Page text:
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Today's Top News
Iraq a Long Way From Stability, Report Says
BAGHDAD - Without more help provided quickly, Iraqi security forces may not be able to protect the fragile nation from insurgents and invaders after American troops leave at the end of the year, according to a US report released yesterday.
The semiannual report by the special inspector general for Iraq reconstruction also cites data by the US Embassy in Baghdad showing that the nation's government, economy, legal systems, and basic services like electricity and water remain unstable.
The 156-page report forecasts a dim outlook at best for Iraq's near future as the United States steps back after nearly eight years of war and billions of dollars in aid.
It largely blames corruption in Iraq's military and police forces for wasted resources and bad planning in running its bases and maintaining its equipment. Congress is weighing how much money to give Iraqi forces this year.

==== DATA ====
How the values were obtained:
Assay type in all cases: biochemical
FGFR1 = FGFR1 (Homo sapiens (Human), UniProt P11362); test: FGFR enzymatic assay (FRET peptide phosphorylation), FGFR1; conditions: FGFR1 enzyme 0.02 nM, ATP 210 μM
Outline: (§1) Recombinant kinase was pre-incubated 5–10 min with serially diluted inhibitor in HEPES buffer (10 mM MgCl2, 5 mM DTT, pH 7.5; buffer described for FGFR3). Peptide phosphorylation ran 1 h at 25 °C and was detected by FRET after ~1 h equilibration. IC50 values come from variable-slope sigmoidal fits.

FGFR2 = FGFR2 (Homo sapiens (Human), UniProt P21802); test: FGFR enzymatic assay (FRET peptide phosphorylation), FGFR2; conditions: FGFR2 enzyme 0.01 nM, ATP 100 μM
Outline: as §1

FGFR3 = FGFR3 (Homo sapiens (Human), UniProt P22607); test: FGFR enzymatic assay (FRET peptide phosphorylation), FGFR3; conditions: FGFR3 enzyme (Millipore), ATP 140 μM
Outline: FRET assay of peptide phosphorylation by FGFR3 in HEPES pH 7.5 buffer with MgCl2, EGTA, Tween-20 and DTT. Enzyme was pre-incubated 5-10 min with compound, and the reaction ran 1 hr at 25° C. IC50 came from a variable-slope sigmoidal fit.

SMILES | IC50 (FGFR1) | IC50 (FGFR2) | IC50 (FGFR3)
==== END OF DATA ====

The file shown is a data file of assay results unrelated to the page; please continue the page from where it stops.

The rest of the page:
"Several US observers noted real or potential gaps in Iraqi security forces capabilities that could affect its ability to lock in hard-won security gains,'' the report concluded.
"The US faces the choice of making additional investments to fill essential gaps in Iraqi security forces' capabilities or accept the risk that they will fall short of being able to fully secure Iraq from internal and external threats by the time US forces depart.''
Under the security agreement between Washington and Baghdad, US troops will leave Iraq by the end of the year. The Obama administration would consider keeping some troops in Iraq beyond the Dec. 31 deadline, but only if Iraqi leaders ask for them.
More than 200 Iraqis, mostly security forces and Shi'ites, have been killed over the past two weeks in insurgent attacks that underscore the country's continuing instability. Still, the report warns that a lack of electricity, water, and sewage pose one of the greatest threats to Iraq's shaky peace.
"The lack of sufficient basic services will be the most likely cause of future instability in Iraq,'' it said, adding that power demands probably will not be met until 2014 at the earliest.